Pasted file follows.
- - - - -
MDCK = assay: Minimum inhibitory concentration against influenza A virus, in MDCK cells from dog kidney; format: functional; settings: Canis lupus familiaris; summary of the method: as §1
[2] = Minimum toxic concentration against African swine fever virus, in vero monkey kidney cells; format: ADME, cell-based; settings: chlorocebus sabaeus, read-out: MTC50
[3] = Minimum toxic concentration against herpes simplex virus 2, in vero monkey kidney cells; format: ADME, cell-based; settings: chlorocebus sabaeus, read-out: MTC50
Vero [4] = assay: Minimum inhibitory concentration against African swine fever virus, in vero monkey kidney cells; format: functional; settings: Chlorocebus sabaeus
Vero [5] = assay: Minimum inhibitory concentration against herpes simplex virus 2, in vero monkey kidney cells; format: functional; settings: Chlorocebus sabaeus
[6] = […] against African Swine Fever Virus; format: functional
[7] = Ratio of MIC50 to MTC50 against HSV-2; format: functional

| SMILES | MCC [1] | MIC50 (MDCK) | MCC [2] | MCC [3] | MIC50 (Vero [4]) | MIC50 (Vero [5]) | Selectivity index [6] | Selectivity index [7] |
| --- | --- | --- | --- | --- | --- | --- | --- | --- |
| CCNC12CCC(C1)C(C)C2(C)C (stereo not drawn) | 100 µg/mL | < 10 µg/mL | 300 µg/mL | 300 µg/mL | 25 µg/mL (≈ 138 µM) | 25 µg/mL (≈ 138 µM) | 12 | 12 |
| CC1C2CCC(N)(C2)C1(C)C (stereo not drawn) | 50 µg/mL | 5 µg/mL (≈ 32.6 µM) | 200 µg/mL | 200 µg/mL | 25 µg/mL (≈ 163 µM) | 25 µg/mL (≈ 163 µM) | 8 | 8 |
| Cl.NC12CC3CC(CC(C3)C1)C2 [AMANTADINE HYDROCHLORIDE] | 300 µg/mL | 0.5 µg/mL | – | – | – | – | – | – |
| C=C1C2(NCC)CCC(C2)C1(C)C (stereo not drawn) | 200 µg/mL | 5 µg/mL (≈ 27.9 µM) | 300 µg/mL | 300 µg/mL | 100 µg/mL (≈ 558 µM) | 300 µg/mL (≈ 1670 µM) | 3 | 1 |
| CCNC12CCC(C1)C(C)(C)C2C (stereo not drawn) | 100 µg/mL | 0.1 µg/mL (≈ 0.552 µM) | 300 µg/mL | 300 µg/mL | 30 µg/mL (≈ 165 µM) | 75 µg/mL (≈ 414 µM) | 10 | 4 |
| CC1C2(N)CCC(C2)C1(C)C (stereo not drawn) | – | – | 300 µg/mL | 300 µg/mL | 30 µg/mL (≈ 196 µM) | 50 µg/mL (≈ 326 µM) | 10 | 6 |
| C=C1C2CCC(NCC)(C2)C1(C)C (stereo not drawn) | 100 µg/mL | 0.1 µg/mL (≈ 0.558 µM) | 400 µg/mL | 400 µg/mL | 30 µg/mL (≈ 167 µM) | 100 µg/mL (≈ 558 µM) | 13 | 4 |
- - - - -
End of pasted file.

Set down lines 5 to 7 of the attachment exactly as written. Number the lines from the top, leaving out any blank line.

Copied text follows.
Vero [5] = assay: Minimum inhibitory concentration against herpes simplex virus 2, in vero monkey kidney cells; format: functional; settings: Chlorocebus sabaeus
[6] = […] against African Swine Fever Virus; format: functional
[7] = Ratio of MIC50 to MTC50 against HSV-2; format: functional